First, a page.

This year’s criminally underused Six Nations XV

This year’s criminally underused Six Nations XV

Warming the bench too often? Not being utilised enough to help their respective sides? Something just doesn’t add up when looking at the amount of Six Nations action this talented group has played…


Fullback: Tiernan O’Halloran (Ireland) 

Wing: Ashton Hewitt (Wales) 
Another example of Wales not blooding in youngsters. The speedster has great talent but hasn’t been given a chance to shine.

Centre: Ben Te’o (England)
He made the difference against France and impressed against Italy – scoring crucial tries in both games. Therefore, it’s disappointing that the rugby league convert hasn’t played even more although he’ll be important for England when a lot of the key figures are on Lions duty this summer. 

Centre: Jamie Roberts (Wales)
Some people were relieved to see Wales try something different but Roberts is always a great player for fans to watch. His bravery, immense power and experience have probably been underused by Rob Howley. 

Wing: Yoann Huget (France)
Having started 15 consecutive Six Nations matches prior to 2017, the winger has failed to regain his best form or his place in the starting XV. Sometimes bends the rules a little but is awesome to watch when he’s in full flight.

 Fly-half: Sam Davies (Wales)
Willing to play on the edge, the mercurial Davies is an excellent tactical kicker who has skilled hands and an uncanny ability to commit defenders, which creates space for others. Wales fans will be disappointed to have seen so little of the immensely talented pivot. 

Scrum-half: Maxime Machenaud (France) 
The Frenchman runs the show for Racing 92, but with the emergence of talented Baptiste Serin, he’s barely played for Les Bleus. His quick-thinking and excellent goalkicking have been missed with the playmaker making three replacement appearances. 

Prop: Cian Healy (Ireland)
Two years ago Cian Healy was rated the best prop in the world, fast forward to now and he’s having an immense struggle to get in the starting front row ahead of emerging star Jack McGrath. A frantic ball of energy with a superb work-rate, it’s disappointing that he’s only started against Italy thus far.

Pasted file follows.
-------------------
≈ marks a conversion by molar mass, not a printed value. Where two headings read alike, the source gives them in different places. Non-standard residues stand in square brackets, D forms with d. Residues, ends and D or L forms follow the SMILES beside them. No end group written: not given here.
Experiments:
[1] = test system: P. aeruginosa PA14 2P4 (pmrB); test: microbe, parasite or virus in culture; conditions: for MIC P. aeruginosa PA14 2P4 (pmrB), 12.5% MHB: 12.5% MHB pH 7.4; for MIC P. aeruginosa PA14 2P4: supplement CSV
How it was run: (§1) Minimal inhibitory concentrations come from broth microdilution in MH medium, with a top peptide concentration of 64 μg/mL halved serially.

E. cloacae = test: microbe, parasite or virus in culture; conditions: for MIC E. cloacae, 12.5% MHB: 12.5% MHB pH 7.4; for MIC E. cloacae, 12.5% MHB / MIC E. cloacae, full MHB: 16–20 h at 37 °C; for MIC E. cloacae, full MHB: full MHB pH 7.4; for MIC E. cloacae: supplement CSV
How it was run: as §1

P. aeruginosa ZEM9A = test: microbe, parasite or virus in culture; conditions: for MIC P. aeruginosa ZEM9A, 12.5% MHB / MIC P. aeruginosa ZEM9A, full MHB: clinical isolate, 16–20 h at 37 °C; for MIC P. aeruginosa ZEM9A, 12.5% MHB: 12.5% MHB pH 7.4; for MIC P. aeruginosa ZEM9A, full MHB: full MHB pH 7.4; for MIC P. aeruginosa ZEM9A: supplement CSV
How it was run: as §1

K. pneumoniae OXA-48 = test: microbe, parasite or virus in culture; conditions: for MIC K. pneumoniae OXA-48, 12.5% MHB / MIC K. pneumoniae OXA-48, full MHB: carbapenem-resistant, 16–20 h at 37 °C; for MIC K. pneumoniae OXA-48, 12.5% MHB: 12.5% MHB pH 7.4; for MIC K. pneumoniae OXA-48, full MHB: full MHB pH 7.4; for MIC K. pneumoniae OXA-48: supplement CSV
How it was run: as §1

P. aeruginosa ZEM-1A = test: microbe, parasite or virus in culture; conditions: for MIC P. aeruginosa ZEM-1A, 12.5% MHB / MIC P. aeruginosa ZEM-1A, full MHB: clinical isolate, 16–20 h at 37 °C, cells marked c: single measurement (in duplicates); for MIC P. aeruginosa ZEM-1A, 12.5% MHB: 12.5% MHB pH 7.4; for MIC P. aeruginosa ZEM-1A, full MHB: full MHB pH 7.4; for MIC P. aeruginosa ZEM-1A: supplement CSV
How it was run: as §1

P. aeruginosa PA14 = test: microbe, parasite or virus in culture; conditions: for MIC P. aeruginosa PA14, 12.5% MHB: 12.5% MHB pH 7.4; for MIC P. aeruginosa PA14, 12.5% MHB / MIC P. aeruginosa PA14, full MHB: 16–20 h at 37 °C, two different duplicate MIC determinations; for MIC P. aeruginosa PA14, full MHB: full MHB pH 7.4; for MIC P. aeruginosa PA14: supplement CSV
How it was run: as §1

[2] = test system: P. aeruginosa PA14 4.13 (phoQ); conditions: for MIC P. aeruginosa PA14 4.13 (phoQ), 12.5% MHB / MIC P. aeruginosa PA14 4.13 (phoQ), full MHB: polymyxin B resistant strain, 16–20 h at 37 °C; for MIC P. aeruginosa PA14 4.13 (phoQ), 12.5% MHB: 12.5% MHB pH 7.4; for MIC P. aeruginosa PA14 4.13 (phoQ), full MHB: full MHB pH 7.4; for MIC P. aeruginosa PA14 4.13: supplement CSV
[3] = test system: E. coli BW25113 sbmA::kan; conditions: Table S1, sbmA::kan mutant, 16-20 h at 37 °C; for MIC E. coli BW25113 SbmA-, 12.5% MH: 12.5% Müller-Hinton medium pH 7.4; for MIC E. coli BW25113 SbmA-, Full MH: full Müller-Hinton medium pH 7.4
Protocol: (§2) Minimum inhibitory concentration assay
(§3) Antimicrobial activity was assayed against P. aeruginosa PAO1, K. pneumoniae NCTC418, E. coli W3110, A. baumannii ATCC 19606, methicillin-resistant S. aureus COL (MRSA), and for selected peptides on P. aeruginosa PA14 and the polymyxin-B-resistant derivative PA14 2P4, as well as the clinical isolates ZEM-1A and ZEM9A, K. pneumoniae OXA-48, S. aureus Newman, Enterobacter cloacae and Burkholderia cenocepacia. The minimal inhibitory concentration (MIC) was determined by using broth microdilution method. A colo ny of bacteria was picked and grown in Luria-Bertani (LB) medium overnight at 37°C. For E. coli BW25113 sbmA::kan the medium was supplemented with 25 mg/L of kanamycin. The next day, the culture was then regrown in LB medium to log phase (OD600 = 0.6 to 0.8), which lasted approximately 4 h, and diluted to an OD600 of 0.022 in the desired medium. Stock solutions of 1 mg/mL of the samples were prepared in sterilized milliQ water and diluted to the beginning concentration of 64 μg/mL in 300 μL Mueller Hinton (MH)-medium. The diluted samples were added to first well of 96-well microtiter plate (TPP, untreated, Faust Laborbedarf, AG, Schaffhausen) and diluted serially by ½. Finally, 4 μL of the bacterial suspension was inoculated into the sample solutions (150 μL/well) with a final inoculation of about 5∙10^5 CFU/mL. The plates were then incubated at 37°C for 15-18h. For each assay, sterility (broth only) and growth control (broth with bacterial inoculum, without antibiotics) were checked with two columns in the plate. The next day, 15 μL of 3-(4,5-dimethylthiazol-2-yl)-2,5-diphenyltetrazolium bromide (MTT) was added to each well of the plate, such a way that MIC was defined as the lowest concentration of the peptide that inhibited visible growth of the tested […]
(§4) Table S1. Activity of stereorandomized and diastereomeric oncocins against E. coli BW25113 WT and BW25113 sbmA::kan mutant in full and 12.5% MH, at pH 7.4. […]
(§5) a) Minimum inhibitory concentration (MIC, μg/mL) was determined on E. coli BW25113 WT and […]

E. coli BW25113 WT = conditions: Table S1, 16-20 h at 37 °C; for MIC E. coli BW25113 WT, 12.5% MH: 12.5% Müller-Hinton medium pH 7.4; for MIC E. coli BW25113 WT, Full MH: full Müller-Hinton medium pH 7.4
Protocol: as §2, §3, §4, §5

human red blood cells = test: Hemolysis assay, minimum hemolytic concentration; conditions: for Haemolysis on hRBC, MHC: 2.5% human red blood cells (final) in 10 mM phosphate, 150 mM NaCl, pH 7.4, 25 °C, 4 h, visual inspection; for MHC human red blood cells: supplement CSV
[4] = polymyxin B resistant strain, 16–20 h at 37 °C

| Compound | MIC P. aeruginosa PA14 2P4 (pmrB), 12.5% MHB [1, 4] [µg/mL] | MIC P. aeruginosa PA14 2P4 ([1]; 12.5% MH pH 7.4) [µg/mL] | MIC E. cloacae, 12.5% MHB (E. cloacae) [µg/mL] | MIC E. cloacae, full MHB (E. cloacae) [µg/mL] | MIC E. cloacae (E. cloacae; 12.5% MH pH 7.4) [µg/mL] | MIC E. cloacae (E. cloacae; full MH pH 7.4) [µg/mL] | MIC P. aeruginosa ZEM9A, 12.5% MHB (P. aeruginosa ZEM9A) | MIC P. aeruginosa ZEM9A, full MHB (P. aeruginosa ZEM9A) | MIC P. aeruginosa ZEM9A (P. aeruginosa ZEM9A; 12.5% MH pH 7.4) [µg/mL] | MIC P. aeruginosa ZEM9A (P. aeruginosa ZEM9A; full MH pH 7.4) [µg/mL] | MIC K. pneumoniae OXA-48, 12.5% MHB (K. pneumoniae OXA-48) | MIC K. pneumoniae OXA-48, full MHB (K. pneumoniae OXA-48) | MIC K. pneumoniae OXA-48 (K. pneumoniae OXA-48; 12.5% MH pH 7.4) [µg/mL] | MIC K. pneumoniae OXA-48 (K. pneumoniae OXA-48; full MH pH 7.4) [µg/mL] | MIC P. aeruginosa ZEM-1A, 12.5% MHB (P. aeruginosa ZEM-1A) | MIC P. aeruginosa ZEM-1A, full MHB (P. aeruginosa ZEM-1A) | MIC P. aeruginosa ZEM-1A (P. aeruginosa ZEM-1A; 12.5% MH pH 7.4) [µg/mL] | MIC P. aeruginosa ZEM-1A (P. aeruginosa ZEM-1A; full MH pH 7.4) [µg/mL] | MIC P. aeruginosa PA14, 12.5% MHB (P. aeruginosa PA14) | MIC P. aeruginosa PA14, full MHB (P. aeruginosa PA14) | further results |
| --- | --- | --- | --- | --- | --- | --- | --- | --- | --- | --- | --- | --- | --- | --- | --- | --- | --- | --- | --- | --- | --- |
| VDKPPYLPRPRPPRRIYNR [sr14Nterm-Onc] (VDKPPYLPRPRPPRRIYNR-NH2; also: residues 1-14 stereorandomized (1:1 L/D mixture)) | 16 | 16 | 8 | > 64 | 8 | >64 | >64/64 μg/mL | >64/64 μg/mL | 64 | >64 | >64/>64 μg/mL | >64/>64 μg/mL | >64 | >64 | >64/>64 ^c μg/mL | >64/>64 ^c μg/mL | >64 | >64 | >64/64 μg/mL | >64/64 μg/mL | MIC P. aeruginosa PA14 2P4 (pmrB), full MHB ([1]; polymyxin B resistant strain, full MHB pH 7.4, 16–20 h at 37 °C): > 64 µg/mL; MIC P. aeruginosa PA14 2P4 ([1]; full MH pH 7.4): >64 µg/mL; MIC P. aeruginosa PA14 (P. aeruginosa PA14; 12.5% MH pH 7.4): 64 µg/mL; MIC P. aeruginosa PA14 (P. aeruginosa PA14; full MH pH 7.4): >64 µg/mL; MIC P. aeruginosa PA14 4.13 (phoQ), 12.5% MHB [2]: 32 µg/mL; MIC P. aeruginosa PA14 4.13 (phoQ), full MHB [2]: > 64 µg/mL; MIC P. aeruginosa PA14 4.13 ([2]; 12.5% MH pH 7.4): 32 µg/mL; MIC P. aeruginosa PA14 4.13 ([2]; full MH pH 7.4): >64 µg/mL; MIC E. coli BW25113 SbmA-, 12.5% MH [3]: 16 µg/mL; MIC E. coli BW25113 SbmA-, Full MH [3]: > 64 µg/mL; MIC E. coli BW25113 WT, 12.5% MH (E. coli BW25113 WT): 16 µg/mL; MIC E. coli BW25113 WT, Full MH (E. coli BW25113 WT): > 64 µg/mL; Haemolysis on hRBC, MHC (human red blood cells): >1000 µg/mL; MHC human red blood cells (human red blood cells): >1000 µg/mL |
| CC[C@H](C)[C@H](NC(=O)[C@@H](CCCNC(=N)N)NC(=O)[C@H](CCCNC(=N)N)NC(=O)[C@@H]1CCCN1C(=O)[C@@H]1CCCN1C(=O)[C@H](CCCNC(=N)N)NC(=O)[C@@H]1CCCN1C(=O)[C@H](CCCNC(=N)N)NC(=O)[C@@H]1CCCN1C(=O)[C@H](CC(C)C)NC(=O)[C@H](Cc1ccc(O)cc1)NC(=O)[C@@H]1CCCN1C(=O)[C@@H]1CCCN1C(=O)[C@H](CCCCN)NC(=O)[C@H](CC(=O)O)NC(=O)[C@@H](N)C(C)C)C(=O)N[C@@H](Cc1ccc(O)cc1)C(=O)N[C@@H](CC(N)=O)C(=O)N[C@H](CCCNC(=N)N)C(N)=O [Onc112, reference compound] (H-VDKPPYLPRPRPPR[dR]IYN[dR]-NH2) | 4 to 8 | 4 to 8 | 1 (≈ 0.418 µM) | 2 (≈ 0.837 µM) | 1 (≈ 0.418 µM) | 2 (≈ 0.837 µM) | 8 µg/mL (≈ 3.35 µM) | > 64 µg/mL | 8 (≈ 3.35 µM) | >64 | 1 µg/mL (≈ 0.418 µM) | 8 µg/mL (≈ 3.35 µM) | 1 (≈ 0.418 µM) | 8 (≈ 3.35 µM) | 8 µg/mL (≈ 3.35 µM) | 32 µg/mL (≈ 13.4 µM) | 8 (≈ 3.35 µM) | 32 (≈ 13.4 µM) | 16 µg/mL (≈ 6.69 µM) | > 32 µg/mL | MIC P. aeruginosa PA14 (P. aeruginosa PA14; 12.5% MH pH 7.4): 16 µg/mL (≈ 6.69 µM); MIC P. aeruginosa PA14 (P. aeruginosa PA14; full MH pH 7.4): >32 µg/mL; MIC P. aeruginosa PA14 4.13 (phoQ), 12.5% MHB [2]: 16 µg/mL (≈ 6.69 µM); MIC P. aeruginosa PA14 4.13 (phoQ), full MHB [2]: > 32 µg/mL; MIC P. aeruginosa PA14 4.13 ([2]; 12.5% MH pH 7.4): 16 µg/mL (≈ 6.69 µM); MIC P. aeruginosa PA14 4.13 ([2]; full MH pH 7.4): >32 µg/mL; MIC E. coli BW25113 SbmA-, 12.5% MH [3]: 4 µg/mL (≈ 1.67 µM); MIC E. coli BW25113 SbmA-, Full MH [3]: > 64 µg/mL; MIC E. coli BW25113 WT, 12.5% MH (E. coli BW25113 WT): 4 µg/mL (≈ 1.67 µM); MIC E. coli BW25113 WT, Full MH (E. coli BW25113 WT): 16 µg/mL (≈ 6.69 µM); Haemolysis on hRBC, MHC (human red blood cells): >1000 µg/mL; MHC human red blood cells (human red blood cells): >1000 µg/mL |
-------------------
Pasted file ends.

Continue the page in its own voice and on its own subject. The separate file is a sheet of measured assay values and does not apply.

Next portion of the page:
Hooker: Jamie George (England)
The Saracens hooker has made four replacement appearances – but fans were hoping to see a lot more of the dominant ball carrier. Compared often to New Zealand’s Dane Coles, the 26-year-old has been unlucky not to displace Dylan Hartley with the England captain retaining his place for his leadership qualities.

Prop: Kyle Sinckler (England) 
A modern day prop who has a real burst of speed to go with his obvious strength. An enormous talent, but like George, has yet to start a Test match, making all his showings from the bench.

Lock: Iain Henderson (Ireland)
His Lions chances have diminished during this Six Nations due to his lack of playing time and the impressive displays by the likes of Joe Launchbury, Maro Itoje, Devin Toner and the Gray brothers. Henderson, who has two winners medal already, has struggled with injuries but when he’s at his best, he’s a pleasure to watch.  He returned for the final match against England, showing his ability with  a try.

Lock: Tim Swinson (Scotland)
The Glasgow lock has been in great form for the Warriors, starring in their successful Champions Cup campaign. However, due to the form of the Gray brother’s he’s been unable to shine during the Six Nations, making four replacement appearances. He did get a try against France, which was a great moment for him.

Flanker: Cornell du Preez (Scotland)

Flanker: Jack Conan (Ireland) 

Number 8: Taulupe Faletau (Wales) 
Ross Moriarty has played well to keep the monstrous No.8 out of the team, which in truth is very disappointing. Faletau, who shone during a tough tour for Wales in New Zealand last summer, has struggled to regain his fitness, meaning his Lions chances this summer could be in doubt.

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